The plumbing industry is moving decisively towards lead-free materials for installations. These materials not only offer hygiene assurance and safety, but also align with European regulations, both now and in the years ahead.
FRÄNKISCHE has been at the front of this transition, having employed lead-free brass for its alpex F50 PROFI MLCP installation systems for nearly a decade. These systems also incorporate lead-free high performance plastic PPSU (polyphenylsulfone), introduced back in 2001.
Lead-free drinking water
The topic of lead-free drinking water installations, adhering to Europe-wide regulations designed to safeguard public health and the environment, has been a significant concern for the plumbing sector over the years.
Despite previous efforts to raise awareness and successful shifts in material usage by many manufacturers, there’s still a noticeable need for information. This is particularly pertinent as limit values are being tightened, with the potential future ban on brass materials containing lead. This evolving landscape necessitates planners and installers to stay updated to remain compliant both legally and technically.
Addressing the dangers
Lead in drinking water poses serious risks to human health and the environment. Potential sources include lead pipes and copper alloys containing lead, often found in pipe connections and fittings.
In order to enhance environmental and health protection, the EU Drinking Water Directive and the German Drinking Water Ordinance (TrinkwV) of 2001 adopted the World Health Organization’s (WHO) guideline value, which had been established since 1993.
Following a transition period that concluded in December 2013, the lead limit was significantly reduced from 25 to 10 micrograms per litre of water. Consequently, the quality demands for drinking water have become more stringent, encompassing both microbiological requirements and metal limit values at every point of use.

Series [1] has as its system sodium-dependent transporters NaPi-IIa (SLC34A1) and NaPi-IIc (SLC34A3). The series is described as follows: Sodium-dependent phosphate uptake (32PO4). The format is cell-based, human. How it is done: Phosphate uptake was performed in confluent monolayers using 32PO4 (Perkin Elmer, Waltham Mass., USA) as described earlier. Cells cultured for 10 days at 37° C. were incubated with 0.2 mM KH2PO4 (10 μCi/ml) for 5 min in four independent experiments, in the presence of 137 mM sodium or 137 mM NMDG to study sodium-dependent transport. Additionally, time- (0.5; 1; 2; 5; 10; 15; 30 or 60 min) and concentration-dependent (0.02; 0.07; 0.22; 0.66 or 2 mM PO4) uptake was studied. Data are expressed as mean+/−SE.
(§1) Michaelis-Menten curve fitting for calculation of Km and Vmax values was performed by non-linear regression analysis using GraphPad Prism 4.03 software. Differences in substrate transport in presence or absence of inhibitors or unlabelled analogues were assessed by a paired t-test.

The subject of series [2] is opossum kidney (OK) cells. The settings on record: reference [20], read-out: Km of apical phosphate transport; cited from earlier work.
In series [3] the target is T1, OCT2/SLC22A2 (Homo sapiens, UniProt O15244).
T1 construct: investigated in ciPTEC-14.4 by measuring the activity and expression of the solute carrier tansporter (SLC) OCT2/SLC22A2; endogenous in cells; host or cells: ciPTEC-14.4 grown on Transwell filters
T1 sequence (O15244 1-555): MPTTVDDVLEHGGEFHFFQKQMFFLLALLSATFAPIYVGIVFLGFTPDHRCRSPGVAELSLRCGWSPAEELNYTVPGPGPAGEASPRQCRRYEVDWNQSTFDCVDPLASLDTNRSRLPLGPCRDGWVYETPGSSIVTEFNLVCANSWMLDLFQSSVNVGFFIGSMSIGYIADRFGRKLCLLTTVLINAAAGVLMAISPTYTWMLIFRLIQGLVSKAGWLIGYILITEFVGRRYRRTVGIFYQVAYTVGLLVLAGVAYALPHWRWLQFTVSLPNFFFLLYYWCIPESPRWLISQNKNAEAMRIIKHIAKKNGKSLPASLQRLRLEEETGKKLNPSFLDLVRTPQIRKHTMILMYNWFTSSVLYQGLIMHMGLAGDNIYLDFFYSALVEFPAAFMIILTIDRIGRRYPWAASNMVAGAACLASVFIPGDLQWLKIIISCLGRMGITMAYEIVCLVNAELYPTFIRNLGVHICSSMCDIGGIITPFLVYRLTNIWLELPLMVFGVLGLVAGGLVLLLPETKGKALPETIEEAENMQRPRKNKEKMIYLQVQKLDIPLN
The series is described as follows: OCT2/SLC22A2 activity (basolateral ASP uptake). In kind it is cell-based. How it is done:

This drive led to the complete replacement of lead pipes. In contrast, pipes composed of materials free from heavy metals, including certified plastics, continue to be deemed hygienically safe.
For parts containing lead-containing copper alloys, such as fittings, the German Environment Agency (UBA) has compiled a list of metallic materials suitable for ensuring drinking water hygiene. This list serves as a foundation for action for manufacturers, planners, and installers.
The well-defined material regulations set by the UBA provide manufacturers with certainty regarding their production processes. Since 2013, alongside the use of high performance plastic PPSU, FRÄNKISCHE has employed lead-free brass for its pipe connectors. These materials are designed to meet future requirements as well. By employing certified, safe materials and adhering to accepted technical practices, installers can confidently ensure drinking water hygiene compliance.
In January 2021, the EU further amended the European Drinking Water Directive, halving the permissible lead content from 10 to 5 micrograms per litre. EU member states were granted until early 2023 to implement these regulations in their national laws, a move likely to be followed by the UK.
Moving forward, those utilising metallic materials in contact with drinking water will need to adhere to European regulations, including the Positive list of metallic materials. Only such materials will be authorised for the construction and maintenance of drinking water installations. While the new European system is pending, the guidelines and evaluation criteria of the German Environment Agency will continue to hold sway.
Implications for copper alloys
Certain copper alloys, with lead content exceeding future evaluation criteria outlined by the German Environment Agency, are poised to fall short of the new parameter value of the Drinking Water Directive and the Drinking Water Ordinance, which are still subject to adjustment.
Lower lead limit values will likely restrict or even prohibit the use of some currently permitted copper alloys. The future use of the copper-tin-lead alloy (CC499K), for instance, in new drinking water installations is becoming increasingly uncertain.
Further regulations concerning lead content in materials for drinking water installations must be considered, such as the EU-wide chemicals regulation REACH Regulation (EC) No. 1907/2006. Each of these regulations remains in effect without prejudice to the others, possibly leading to the prohibition of certain materials in the foreseeable future.
Within just a few years, the framework for drinking water installations has undergone significant changes to enhance health and environmental protection. Manufacturers of installation systems must grapple with the challenge of ensuring lead-free designs for their products and systems.
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